1,000,000 Tons. 100,000 Lives. 100 Minutes.
A runaway train, transporting deadly, toxic chemicals, is barreling down on Scranton, Pennsylvania, and only two men can stop it: a veteran engineer and a young conductor. Thousands of lives hang in the balance as these ordinary heroes attempt to chase down one million tons of hurtling steel and prevent an epic disaster.
Let me just tell you how the film goes.
There is a train. It starts to go fast.
For most of the film it goes very fast.
Then two people stop the train.
The train is no longer going fast.
You have been saved from a very painful 98 minutes.
IT FUCKING STOPS!.
THIS TRAIN CAN'T BE FUCKING STOPPED!
Oh wait it can.
The train stops.
There, I just saved you from over 90 long boring boobless minutes.
Repetitive, and clearly the title is liable slander because they managed to stop it. How Tony Scott formulated 98 minutes of a train that was a bit too fast for anyone was naive and stupid. This was prettayyyy shit.
Mucha emoción se creo un peligro tan real que en ningún momento se cuestiona, cuenta con una fotografía espectacular dinámica y precisa aunque hubiera sido bueno haber agregado algunas escenas mas sobre la vida de los personajes principales.
A solid Denzel film pretty much what you expect from a film about a runaway train much more enjoyable than expected though. One of the better ones of its genre a genre I usually find boring and predictable nice to be impressed once in a while.
Super simple, but decent fare. Predictable but not tiresome, and nothing wrong with the performances.
¨This ain`t training. In training they just give you an F. Out here you get killed!¨
It has been only a year since Denzel Washington last stared in a movie involving a train as the main protagonist. Even though he teamed up once again with director Tony Scott, this time it is a different train and a different character, not a sequel. This is a far superior movie as well and it will keep you at the edge of your seat from the very beginning. Pelham was more of a crime thriller, and Unstoppable is just a plain good action film. Once the runaway train with no one on board begins to pick up speed and become some sort of…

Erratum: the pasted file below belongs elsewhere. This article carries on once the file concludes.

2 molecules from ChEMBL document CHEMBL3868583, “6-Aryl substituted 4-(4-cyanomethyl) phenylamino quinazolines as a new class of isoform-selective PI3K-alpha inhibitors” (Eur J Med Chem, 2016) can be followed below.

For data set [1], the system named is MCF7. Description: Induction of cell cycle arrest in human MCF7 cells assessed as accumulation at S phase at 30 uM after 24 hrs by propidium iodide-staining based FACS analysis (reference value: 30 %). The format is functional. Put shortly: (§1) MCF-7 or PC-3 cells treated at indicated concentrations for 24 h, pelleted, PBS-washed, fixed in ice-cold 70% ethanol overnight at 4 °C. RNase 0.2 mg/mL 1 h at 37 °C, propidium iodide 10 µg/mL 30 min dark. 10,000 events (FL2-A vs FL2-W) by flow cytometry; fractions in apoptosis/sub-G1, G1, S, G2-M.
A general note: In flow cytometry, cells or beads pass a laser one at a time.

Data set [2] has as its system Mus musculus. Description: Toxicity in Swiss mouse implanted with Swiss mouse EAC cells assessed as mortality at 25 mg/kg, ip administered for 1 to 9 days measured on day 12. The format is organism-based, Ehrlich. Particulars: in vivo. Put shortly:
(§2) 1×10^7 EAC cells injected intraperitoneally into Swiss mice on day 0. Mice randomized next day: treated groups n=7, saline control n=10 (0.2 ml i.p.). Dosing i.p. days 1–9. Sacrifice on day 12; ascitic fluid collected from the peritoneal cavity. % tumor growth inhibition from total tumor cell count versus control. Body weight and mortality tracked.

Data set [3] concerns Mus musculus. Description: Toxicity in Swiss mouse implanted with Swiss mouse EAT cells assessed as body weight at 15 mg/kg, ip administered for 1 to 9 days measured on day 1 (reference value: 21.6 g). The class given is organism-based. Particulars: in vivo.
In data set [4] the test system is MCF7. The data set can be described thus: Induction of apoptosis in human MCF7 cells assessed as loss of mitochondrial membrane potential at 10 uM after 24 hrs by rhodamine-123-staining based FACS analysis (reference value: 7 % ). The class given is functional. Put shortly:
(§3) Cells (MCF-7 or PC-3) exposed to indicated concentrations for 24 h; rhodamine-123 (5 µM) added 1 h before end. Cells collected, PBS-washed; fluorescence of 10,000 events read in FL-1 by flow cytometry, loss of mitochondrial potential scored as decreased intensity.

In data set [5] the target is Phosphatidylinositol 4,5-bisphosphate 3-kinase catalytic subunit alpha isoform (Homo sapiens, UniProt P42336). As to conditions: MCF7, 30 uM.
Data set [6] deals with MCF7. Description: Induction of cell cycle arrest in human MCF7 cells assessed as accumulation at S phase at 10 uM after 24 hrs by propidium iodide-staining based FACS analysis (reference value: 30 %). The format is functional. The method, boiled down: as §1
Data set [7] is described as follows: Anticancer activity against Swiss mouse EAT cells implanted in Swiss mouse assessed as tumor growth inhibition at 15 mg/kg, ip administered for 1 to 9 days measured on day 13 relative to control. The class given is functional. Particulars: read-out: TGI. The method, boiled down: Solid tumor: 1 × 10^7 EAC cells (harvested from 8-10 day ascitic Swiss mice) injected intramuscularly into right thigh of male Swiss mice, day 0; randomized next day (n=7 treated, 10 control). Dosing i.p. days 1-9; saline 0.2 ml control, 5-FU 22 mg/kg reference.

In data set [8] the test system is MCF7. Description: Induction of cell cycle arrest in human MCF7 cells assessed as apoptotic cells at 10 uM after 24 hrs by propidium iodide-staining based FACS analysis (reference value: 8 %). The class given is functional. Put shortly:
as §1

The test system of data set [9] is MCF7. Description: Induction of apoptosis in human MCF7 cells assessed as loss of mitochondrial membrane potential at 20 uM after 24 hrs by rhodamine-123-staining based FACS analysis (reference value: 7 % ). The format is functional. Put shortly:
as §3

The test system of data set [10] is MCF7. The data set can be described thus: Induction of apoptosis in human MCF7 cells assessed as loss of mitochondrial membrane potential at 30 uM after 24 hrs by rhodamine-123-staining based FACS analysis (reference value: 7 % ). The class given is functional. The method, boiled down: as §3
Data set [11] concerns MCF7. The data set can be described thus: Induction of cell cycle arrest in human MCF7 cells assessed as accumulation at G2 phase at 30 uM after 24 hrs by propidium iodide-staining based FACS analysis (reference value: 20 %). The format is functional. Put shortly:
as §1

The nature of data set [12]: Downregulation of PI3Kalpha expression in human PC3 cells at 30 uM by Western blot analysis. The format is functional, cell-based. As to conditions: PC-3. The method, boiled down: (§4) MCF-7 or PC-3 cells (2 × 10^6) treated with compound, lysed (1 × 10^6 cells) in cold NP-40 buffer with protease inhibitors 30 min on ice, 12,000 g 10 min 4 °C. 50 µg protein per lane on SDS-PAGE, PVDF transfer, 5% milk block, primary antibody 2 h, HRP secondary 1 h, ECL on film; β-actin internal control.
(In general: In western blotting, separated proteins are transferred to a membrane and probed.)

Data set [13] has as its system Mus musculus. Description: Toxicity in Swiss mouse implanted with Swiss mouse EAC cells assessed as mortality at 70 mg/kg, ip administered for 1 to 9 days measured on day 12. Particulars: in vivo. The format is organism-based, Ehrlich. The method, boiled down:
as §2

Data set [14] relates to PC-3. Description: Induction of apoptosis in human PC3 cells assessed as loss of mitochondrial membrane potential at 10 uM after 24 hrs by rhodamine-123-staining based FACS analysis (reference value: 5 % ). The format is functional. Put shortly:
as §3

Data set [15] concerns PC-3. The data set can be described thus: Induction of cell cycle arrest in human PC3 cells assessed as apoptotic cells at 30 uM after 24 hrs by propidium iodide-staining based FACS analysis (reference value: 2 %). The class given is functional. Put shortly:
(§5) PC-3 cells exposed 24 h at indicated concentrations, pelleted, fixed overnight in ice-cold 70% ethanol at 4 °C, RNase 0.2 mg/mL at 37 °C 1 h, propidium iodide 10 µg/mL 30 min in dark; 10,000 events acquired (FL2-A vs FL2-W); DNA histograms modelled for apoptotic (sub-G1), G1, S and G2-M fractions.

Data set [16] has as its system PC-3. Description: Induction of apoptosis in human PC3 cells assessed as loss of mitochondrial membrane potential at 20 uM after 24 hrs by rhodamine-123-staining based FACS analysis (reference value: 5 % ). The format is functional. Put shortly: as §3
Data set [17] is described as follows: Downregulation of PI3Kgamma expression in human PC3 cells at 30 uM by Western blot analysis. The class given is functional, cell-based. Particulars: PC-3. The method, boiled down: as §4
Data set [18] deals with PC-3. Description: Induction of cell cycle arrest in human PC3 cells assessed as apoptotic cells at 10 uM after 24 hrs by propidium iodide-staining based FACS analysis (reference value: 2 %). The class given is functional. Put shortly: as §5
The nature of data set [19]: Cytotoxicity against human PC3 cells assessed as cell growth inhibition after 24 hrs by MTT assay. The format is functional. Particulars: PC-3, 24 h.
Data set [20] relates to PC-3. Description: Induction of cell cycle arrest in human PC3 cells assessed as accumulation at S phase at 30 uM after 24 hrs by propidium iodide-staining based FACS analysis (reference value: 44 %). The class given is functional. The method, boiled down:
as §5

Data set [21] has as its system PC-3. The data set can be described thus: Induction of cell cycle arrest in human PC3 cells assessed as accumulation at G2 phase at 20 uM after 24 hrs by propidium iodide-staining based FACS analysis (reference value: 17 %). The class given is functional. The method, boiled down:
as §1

A pretty dull manipulative movie where nothing exciting happens until the last 15 minutes. There are some little moments here and there that'll make you laugh, but otherwise it's not really worth your time. The chemistry between Pine and Washington work well though.
When human error leads to the spectacle of a fully powered, unmanned freight train carrying toxic materials at over 70 mph into a heavily populated area, a veteran railroader (Denzel Washington) and a rookie (Chris Pine) must work together to bring it to a halt while the nation watches on cable television.
I've been waiting for a really good runaway train movie since...well, "Runaway Train," and it's finally here. Director Tony Scott lets nothing stand in the way of the action, yet still manages to present characters we care about and an intelligent story (screenwriter Mark Bomback) that clearly explains the factors that led to the disaster and the steps taken to rectify it. The result is an efficient, thrilling action picture that is easy to recommend.
It's pretty much what you would expect from Tony Scott, high pace, over exposed film used for transitions, Denzel, light hearted action and some emotional backdrop to keep the stakes relevant. And it works, it's fun to watch, as usual Denzel can carry a movie and keep you engaged even though you are just watching two train operators most of the time. Of course the whole thing seems ridiculous since in the end the way they manage to stop it is by doing what they had tried before, only where trained professionals fail, now a rookie train conductor can do.
The character stuff feels a bit forced, but Scott's use of color steals the show. The films title could refer to Scott's camerawork just as much as it refers to the runaway train.
Playing out like a big budget episode of seconds to disaster, Unstoppable is exactly that, it’s one great big action sequence (dramatic re-enactment), thankfully without too much pesky character development. After all it’s a runaway train film, you don’t want to know what the train conductor had for breakfast you want to know if he’s gonna make it home for dinner. Full of great action sequences, Unstoppable is guaranteed to keep you from going to the toilet, so make sure you go before the train leaves the station.
For more train films see my Trainspotting film list: